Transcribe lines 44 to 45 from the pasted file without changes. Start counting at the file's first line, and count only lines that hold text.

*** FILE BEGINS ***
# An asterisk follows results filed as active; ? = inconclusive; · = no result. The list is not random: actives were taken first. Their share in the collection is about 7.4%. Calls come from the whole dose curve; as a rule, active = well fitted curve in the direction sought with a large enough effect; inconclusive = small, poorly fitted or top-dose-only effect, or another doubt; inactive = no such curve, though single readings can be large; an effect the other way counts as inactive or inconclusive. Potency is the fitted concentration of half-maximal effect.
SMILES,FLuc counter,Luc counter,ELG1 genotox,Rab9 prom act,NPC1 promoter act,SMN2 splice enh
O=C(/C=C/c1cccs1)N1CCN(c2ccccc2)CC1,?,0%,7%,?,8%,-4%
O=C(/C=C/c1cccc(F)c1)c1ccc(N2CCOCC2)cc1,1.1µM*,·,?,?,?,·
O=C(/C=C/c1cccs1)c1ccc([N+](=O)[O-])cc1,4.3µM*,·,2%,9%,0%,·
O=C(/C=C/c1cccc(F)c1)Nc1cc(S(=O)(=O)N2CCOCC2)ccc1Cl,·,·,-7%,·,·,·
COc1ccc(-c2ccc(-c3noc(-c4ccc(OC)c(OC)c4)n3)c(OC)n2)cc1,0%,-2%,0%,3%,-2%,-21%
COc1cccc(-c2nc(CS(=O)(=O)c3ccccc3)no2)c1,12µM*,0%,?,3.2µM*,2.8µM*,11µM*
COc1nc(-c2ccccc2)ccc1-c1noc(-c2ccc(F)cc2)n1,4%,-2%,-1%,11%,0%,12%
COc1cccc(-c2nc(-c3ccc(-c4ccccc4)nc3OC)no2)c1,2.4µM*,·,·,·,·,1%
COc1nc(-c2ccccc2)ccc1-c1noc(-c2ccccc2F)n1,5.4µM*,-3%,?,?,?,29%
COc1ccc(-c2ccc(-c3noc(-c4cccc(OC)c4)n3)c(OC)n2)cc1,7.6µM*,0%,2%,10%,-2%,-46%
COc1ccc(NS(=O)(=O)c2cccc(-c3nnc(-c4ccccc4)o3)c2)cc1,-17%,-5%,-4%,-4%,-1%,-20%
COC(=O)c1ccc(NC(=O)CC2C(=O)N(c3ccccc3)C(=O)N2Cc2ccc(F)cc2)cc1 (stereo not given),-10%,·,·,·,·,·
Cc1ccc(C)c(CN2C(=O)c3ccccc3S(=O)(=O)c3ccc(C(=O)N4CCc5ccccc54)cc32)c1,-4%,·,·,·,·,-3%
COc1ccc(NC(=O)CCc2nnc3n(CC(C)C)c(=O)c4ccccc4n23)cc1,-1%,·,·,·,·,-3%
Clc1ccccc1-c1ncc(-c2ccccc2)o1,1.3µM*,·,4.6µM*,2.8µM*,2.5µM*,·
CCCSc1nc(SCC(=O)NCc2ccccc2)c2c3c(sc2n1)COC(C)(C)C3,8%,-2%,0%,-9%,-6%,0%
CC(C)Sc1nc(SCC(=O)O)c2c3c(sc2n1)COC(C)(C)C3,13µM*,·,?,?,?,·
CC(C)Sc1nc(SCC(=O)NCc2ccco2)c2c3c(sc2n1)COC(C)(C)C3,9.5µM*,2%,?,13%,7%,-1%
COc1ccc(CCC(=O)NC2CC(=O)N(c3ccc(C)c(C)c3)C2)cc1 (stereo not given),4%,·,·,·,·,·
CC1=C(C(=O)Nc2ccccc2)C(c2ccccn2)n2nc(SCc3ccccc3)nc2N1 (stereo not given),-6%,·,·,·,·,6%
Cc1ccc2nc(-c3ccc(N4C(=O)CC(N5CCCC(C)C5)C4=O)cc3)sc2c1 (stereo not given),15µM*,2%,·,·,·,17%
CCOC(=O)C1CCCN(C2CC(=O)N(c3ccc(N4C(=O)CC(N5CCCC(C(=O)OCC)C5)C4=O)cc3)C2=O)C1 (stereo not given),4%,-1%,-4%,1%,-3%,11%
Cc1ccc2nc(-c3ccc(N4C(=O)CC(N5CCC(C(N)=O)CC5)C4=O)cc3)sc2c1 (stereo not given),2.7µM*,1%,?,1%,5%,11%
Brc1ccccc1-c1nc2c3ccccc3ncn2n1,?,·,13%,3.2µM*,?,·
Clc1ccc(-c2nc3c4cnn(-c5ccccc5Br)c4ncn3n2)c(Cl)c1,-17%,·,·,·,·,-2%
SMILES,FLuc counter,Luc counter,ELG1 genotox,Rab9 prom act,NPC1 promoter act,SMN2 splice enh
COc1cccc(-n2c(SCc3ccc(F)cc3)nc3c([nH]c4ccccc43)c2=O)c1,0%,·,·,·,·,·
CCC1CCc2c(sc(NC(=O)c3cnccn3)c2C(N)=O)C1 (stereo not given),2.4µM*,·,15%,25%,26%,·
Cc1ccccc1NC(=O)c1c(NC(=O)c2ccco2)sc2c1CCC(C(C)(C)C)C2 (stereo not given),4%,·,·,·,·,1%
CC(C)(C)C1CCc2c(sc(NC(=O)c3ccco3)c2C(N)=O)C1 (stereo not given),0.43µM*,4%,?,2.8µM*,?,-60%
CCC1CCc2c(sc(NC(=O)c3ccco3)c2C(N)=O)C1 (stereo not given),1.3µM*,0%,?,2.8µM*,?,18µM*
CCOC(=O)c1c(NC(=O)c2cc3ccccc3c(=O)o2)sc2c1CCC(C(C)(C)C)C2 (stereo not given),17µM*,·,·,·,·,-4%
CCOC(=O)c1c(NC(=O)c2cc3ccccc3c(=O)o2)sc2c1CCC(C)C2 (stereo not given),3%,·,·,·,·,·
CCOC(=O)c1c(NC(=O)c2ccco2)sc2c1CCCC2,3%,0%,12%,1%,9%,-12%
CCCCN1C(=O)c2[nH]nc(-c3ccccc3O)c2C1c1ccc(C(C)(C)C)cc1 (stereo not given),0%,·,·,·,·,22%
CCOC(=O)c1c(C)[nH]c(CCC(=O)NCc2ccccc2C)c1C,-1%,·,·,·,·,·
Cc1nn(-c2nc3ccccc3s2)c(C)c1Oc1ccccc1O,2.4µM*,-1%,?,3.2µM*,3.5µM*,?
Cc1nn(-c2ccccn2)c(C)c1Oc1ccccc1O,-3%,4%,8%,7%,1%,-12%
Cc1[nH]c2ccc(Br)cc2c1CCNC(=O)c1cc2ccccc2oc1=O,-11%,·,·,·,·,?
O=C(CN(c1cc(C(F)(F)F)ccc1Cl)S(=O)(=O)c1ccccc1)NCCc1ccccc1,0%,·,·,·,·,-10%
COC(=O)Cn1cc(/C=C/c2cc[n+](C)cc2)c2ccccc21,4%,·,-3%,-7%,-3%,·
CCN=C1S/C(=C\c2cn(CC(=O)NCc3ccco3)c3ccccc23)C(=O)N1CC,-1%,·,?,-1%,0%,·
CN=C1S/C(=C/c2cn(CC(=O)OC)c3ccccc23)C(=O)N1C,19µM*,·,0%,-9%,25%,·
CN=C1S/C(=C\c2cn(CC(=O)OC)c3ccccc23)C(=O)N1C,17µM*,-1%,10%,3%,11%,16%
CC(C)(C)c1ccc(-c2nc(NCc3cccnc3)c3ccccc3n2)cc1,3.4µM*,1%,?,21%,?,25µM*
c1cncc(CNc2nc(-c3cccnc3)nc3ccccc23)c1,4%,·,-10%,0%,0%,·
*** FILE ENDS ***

CCN=C1S/C(=C\c2cn(CC(=O)NCc3ccco3)c3ccccc23)C(=O)N1CC,-1%,·,?,-1%,0%,·
CN=C1S/C(=C/c2cn(CC(=O)OC)c3ccccc23)C(=O)N1C,19µM*,·,0%,-9%,25%,·